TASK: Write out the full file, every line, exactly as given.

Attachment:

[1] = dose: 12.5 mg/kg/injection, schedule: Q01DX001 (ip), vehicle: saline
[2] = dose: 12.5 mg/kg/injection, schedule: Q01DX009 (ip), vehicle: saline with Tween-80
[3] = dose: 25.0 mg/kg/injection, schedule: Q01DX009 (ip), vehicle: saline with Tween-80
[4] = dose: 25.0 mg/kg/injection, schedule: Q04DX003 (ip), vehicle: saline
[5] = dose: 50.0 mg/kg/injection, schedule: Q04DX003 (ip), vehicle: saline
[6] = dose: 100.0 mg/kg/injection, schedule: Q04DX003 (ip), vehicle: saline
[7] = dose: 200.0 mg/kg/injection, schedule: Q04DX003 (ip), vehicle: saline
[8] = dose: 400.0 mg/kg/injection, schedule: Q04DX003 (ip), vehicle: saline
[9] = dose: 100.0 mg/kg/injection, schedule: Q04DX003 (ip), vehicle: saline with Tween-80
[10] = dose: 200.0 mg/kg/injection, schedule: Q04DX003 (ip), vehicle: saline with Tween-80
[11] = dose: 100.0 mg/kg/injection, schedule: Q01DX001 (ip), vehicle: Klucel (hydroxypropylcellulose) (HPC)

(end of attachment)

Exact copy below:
[1] = dose: 12.5 mg/kg/injection, schedule: Q01DX001 (ip), vehicle: saline
[2] = dose: 12.5 mg/kg/injection, schedule: Q01DX009 (ip), vehicle: saline with Tween-80
[3] = dose: 25.0 mg/kg/injection, schedule: Q01DX009 (ip), vehicle: saline with Tween-80
[4] = dose: 25.0 mg/kg/injection, schedule: Q04DX003 (ip), vehicle: saline
[5] = dose: 50.0 mg/kg/injection, schedule: Q04DX003 (ip), vehicle: saline
[6] = dose: 100.0 mg/kg/injection, schedule: Q04DX003 (ip), vehicle: saline
[7] = dose: 200.0 mg/kg/injection, schedule: Q04DX003 (ip), vehicle: saline
[8] = dose: 400.0 mg/kg/injection, schedule: Q04DX003 (ip), vehicle: saline
[9] = dose: 100.0 mg/kg/injection, schedule: Q04DX003 (ip), vehicle: saline with Tween-80
[10] = dose: 200.0 mg/kg/injection, schedule: Q04DX003 (ip), vehicle: saline with Tween-80
[11] = dose: 100.0 mg/kg/injection, schedule: Q01DX001 (ip), vehicle: Klucel (hydroxypropylcellulose) (HPC)